Since we just celebrated Veteran’s Day in America, when the Treaty of Versailles was signed on the 11th day of the 11th month, 1919, effectively ending World War I, it is fitting to look at just how much we should appreciate our numerous freedoms, especially freedom of speech. Freedom of speech, so vital to the hemophilia community in the US and other countries still seeking inquiries into how and why so many with hemophilia died of AIDS, is not yet a reality in many countries, who continue to suffer without support or relief from their governments.
This past week, China banned a conference called “Blood Safety, AIDS and Human Rights,” organized by the Beijing Aizhixing Institute of Health Education, in cooperation with hemophilia activists, which was to take place in Beijing last Saturday. Reuters reports, “Police went to the building housing the Aizhixing Institute on Friday and asked its director, Wan Yanhai, to speak to them downstairs, [a] source said.” Wan then phoned the institute and asked staff to cancel the conference. Wan did not return to the institute and his whereabouts were unknown.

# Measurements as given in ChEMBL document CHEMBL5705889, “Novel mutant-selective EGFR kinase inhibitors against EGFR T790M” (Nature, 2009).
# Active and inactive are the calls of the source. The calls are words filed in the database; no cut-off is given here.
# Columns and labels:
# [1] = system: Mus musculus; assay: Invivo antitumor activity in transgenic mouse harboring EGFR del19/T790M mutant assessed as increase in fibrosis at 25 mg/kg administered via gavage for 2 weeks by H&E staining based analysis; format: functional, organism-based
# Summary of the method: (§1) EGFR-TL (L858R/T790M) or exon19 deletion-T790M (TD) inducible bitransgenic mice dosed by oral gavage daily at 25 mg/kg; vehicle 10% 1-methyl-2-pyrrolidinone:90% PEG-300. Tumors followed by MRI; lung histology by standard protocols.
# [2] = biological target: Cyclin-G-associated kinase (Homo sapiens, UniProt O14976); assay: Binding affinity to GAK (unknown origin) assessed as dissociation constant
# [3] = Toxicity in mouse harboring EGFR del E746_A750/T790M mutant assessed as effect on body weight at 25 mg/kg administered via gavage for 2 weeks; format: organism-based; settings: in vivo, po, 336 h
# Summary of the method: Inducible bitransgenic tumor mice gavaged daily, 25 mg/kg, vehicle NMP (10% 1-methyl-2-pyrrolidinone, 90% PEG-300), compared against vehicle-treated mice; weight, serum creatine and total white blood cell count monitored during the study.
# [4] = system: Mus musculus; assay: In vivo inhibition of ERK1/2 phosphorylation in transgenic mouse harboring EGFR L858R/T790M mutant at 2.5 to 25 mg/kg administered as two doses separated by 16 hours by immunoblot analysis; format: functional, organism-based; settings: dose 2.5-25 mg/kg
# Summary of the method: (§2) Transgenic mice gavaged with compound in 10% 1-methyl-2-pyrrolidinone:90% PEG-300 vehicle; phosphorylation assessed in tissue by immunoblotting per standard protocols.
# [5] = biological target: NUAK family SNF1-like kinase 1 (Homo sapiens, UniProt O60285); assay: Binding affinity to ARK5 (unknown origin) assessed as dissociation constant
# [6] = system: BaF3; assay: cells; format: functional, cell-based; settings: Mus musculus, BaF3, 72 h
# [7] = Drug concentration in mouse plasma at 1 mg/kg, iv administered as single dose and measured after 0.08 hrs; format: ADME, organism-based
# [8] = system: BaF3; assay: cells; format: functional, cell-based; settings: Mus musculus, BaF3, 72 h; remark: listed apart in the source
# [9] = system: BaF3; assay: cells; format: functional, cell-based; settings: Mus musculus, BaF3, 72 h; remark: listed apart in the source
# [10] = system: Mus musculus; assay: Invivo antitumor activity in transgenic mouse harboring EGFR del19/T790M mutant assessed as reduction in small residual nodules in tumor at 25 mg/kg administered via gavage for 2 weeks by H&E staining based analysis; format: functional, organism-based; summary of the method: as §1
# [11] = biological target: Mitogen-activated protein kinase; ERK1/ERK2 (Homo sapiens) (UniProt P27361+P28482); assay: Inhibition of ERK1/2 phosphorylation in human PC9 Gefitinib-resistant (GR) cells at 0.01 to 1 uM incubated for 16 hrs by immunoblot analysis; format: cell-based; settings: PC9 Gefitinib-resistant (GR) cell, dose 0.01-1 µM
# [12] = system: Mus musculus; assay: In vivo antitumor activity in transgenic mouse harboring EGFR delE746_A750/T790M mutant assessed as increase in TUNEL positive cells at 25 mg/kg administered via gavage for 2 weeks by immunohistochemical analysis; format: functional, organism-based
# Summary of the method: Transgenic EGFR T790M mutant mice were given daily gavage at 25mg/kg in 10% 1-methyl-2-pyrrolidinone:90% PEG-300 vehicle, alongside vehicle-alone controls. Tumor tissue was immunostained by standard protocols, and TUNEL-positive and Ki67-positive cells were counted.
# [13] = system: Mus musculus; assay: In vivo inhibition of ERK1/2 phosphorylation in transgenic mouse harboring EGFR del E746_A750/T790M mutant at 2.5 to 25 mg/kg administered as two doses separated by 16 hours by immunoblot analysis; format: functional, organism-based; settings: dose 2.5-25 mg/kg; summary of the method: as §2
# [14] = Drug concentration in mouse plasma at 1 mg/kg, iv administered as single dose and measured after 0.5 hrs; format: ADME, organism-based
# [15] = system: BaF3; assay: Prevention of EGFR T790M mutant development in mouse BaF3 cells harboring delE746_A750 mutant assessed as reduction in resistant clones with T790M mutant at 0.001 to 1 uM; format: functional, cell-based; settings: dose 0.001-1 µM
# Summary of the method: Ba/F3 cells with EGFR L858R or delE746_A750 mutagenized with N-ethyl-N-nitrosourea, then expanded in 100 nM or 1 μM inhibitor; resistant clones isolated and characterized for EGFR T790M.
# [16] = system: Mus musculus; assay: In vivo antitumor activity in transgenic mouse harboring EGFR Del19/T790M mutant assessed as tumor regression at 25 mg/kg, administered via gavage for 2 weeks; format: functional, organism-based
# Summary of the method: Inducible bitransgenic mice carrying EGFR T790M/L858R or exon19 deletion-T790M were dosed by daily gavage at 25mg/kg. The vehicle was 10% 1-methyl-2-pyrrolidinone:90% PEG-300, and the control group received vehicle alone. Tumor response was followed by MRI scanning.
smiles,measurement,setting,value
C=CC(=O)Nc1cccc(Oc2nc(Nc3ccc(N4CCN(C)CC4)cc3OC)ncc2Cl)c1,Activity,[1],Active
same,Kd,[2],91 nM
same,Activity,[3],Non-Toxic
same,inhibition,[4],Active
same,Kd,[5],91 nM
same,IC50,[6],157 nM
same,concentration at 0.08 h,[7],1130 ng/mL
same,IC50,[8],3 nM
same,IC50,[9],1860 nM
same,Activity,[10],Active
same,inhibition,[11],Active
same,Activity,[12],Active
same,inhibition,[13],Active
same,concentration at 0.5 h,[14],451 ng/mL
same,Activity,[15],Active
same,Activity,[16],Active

China has been criticized for ignoring the existence of the AIDS epidemic, which contributed to its spread. The Communist authorities are suspicious of groups they cannot directly control, like the hemophilia patient group. Indeed, a leading patient advocate in China, who has hemophilia, told me that no more than 10 hemophilia patients can meet at a time, or else they would be considered subversive. I think of the recent NHF meeting, where about 2,000 met to network, share and learn. I realize how stifled so many are in our global community, and how blessed we are. But we are blessed as a result of those brave souls who dared to speak out, on the wings of our protected freedoms. Would that China had such blessings, but its people with hemophilia do have courage and perseverance, and we hope for them.